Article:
Laughter: Nature’s Medicine for Family Relationships


Finding ways to laugh through the hard times builds resilience and relationships in a family. The effects of laughter are both immediate and lasting for people of all ages.

A few weekends ago I visited some of my husband’s family I had never met before to attend the funeral of his aunt. Emotions were still fresh from my husband’s mother passing away two years before, and now her twin had passed away from cancer at a relatively young age as well. It was a hard time. After the funeral, we stayed at another aunt’s home and spent the afternoon and evening after the funeral sitting around with relatives telling stories, catching up, laughing, and talking. As we sat there, the family reminisced about the funny quirks of the two sisters who had passed away:  family stories, puns, riddles- you name it. What a stark contrast was this scene from the funeral tears and heavy hearts. I was amazed at how this family used a thriving sense of humor to cope with a difficult time. Humor can be powerful.

Laughter is Medicine for the Body and Mind

  • Laughter releases stress-relieving hormones into the body and reduces tension.
  • Laughter reduces the chances of having depression. Laughing a lot releases endorphins and improves mood.
  • It helps with breathing, blood pressure, and heart rate, and reduces calories
  • Some research connects laughter and humor to strengthening immunity and the body’s ability to deal with pain.
  • Laughter can increase self-esteem and confidence, improve creativity and thinking skills, and helps you feel in control of a situation. Research on families and married couples show that those with stronger, happier relationships laugh more with each other.

How to Strengthen Your Family’s Funny Bone

“Laughter is the shortest distance between two people.”- Victor Borge

    • “Mutual respect, love, and trust allow family members to share and create humor” (Wilcox, “Humor in the Family”). Laugh at things that everyone finds funny. Jokes aimed at criticizing someone or to manipulate someone else are detrimental to the environment of the home.
  • Be willing to laugh at your own mistakes. Doing so will show your children an example of dealing with failings with a good attitude, compassion, and kindness. Teach them to not take themselves so seriously.
    • With your young children, learn to be spontaneous, playful, and silly. Collect funny books and movies. Teach them when jokes are funny and when they might hurt feelings and are not okay.
  • Families usually are aware of what other family members are sensitive about. When telling funny stories and making witty remarks, jabs at other family members can cause lasting pain, even if they pretend to laugh. Nurture a sense of trust by not sharing other’s personal things without permission.
  • Choose to see the humor in a situation. Life will inevitably get overwhelming at times. Sometimes it is a choice between responding with tears or with laughter. Laughter relieves tension and makes things psychologically more bearable.
  • Share memories of humorous moments. Keep a journal of funny things. These will be delightfully amusing to read over later. Family inside jokes and shared stories form powerful bonds.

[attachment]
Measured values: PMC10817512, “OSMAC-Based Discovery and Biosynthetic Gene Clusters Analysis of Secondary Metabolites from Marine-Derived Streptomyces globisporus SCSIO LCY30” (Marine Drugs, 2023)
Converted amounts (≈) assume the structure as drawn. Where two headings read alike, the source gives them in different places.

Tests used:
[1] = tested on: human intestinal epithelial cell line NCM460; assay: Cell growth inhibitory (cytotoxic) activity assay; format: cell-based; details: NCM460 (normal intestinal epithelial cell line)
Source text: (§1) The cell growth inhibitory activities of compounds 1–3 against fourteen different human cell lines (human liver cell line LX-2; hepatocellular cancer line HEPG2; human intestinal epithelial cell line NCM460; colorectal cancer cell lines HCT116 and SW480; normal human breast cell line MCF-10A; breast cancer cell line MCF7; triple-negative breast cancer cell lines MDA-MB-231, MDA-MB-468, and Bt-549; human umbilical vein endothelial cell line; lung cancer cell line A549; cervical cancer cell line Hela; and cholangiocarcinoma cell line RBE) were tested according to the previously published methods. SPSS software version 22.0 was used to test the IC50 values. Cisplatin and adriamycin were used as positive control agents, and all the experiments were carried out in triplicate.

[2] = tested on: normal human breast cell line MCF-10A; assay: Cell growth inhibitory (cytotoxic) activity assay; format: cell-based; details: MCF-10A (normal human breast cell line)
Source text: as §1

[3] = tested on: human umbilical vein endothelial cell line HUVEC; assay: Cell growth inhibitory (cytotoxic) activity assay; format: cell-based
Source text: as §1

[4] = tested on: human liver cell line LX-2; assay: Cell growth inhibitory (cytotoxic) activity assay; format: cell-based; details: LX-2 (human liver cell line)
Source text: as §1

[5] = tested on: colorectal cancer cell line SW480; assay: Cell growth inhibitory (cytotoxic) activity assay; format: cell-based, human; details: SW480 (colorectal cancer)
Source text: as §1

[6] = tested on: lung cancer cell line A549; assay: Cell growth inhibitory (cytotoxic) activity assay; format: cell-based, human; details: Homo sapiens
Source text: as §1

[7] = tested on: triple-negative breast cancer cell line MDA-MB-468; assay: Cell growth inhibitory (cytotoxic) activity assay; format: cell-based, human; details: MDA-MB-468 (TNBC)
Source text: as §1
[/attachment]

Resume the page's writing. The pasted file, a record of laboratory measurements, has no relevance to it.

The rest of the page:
• Learn about the differences in sense of humor in your spouse and other family members. One joke that is dull to you, might throw someone else into fits of giggles.

“A marriage [or a family] without a sense of humor is like a wagon without springs — jolted by every pebble in the road.”- Henry Ward Beecher

And for an added bonus- some of my favorite family jokes:

“If you have trouble getting your children’s attention, just sit down and look comfortable.”

A little girl asked her Mom, “Where do humans come from?” Her mom answered, “God made Adam and Eve and they had children and that’s who we all descend from.” A few days later the girl asked her dad the same question. Her dad answered, “Many years ago there were monkeys from which people evolved.” The confused girl returned to her mother and said, “Mom, how is it possible that you told me the people were created by God, and Dad said people evolved from monkeys?” Her mom answered, “Well, dear, it’s very simple: I told you about my side of the family, and your father told you about his.”

“I was watching the game at my parents’ home and I asked for something to eat. My dad said, “Go ahead and eat some of the peanuts in the bowl beside the chair. I ended up eating them all and as I was leaving I said that I was sorry and would replace them. That’s when dad said, “Ever since I lost my teeth, all I can do is suck the chocolate off them.”


Gavin, M. (Jun 2015), Encouraging your child’s sense of humor. Retrieved from:

Mayo Clinic Staff. (Apr. 21, 2016). Stress relief from laughter? It’s no joke. Healthy Lifestyle.  Retrieved from:

Schwartz, J. (2017). The gift is humor. In Healthy Communication. Retrieved from:

Wallen, D., 9 surprising benefits of laughter you need to know. Retrieved from:

Wilcox, B. Humor in the family. In Marriage and Families. Retrieved from:

Yim, J. (2016). Therapeutic Benefits of Laughter in Mental Health: A Theoretical Review. The Tohoku Journal Of Experimental Medicine239(3), 243-249. doi:10.1620/tjem.239.243.

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